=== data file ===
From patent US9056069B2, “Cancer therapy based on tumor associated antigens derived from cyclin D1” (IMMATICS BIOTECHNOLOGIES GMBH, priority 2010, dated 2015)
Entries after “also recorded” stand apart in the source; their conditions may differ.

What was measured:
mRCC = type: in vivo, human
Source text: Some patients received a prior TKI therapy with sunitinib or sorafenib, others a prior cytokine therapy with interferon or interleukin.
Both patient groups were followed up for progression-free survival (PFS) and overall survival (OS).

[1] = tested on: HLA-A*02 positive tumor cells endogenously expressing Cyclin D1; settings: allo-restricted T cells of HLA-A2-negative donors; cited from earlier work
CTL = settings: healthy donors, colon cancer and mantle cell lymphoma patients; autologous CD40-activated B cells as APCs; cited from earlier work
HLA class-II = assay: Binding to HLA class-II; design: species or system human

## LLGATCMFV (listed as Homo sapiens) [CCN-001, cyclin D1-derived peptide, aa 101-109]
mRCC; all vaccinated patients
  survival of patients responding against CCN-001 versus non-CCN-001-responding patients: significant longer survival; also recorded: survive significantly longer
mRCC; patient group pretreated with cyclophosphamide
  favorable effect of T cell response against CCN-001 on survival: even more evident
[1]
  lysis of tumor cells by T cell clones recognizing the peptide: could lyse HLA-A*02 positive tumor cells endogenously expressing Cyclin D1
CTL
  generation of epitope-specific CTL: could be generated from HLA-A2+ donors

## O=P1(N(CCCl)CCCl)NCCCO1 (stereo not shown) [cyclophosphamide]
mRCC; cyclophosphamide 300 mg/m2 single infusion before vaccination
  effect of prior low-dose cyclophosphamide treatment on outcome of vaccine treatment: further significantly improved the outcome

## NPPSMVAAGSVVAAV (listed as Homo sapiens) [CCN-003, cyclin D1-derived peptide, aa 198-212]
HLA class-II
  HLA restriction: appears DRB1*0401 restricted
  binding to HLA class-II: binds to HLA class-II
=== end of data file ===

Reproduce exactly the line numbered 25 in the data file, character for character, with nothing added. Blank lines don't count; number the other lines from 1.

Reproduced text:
  binding to HLA class-II: binds to HLA class-II